Make sure you have your students’ attention before providing instructions.
Utilize transitions to double check for understanding and to incorporate elements of your lesson. For example, “Move back to your desks as the animal you choose to draw,” or, “Move back to your desks in legato.”
Letting go. While the urge to give reminders might be strong, added reminders might disrupt students’ focus and distract from the transition.
Post an Agenda:
Everyone likes to know what to expect and what is coming next. Whether on a Smart Board, Chart Paper, or a more tangible alternative (like a Visual Schedule), an agenda can help keep the Teaching Artist, students, and Classroom Professionals on track. Using visuals to support the agenda can be useful to a wide range of students.
Check in with the Teachers to see what tools and techniques they use to help students organize their writing. You can then reinforce those structure when crafting your agendas (i.e. first, then, next, last).
Music allows you to cue and control the length of a transition. The style and beat can help set the tone for how students transition. You could use instruments like drums, rain sticks, zen chimes, buddha bowls, bells, or claves.
If you play a familiar song or section of a song, students will know exactly how long they have to transition. You can also sing or chant a song together while you transition.
Use a visual timer or a visual countdown system:
Timers let students know exactly how much time they have, and anticipate the transition so no one is taken by surprise.
If you are using a Promethean Board, you have a built-in Timer app with different functions, such as a clock, stopwatch and timer, that can be easily found and used by clicking on the timer icon in the dashboard or main menu. Promethean Board Support for Timer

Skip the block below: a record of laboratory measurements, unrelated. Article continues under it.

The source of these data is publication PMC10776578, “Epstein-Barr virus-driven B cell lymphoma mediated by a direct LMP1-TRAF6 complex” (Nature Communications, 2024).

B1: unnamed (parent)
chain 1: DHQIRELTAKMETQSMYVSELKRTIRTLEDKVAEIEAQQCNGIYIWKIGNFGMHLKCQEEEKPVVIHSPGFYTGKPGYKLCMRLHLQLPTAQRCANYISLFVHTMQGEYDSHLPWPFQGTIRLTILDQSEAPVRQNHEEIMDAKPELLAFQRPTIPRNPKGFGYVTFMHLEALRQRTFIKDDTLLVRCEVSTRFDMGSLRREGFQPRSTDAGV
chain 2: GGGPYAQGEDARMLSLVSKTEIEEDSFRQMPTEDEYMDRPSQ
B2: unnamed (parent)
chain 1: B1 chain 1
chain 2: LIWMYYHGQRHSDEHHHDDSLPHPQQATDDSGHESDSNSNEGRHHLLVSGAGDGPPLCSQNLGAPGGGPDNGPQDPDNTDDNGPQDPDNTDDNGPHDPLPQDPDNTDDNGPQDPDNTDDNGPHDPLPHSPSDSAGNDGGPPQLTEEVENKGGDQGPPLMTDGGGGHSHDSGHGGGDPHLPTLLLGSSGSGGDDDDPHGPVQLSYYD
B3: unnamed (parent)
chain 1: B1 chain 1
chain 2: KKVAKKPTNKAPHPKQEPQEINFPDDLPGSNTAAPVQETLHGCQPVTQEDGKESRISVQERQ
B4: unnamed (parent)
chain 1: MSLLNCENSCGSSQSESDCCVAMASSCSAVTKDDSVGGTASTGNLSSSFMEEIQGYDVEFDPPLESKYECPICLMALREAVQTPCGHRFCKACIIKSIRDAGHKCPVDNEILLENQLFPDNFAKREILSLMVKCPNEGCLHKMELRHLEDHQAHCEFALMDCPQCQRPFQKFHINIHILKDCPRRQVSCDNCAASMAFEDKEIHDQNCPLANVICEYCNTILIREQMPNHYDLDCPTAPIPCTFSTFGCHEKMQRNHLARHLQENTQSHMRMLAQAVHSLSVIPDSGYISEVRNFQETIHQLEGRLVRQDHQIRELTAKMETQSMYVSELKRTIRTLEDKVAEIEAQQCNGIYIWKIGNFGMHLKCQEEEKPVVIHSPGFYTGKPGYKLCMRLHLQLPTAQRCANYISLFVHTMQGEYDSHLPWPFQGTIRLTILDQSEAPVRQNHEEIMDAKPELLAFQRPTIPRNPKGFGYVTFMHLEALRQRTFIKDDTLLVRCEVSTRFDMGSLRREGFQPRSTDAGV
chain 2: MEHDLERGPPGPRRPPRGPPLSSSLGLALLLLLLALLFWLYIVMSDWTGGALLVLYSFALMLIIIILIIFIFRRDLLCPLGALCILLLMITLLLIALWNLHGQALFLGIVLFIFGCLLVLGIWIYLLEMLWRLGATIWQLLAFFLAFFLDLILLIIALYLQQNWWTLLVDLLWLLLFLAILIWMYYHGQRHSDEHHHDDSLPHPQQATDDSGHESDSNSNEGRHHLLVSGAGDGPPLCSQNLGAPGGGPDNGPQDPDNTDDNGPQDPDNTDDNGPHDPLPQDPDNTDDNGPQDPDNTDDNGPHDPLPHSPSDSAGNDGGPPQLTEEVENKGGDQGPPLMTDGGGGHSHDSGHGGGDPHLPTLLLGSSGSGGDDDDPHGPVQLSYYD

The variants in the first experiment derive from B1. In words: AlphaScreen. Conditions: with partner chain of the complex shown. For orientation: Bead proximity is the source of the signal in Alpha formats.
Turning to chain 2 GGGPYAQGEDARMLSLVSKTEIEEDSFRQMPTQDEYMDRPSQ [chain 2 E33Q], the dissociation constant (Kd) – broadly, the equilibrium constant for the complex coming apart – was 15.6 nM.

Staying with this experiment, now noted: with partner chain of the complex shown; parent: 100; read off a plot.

Explore ideas for online timers: Online Stopwatch Classroom Timers
Find a way to connect transitioning to your artistry. For example, you can have students move in legato, or staccato; transition with twisted movements; or choose a character from your play to move back to their desks. Give students instructions that allow them to do something acting (i.e. “Go to the carpet like a spy; on your tiptoes; in slow motion; like a ninja, etc.”).
Be mindful to choose a movement type that also embodies qualities you wish to see in a successful transition.
Ensure that you are leaving time for and making transitions clear, even in the digital space. For asynchronous lessons, include pauses for responses to reflection questions and to build in time for transitions. For live lessons, be explicit about transitions and give ample time. Use a timer on the screen so students know how long they have left. Assign a student to be a timekeeper to encourage student leadership and modeling.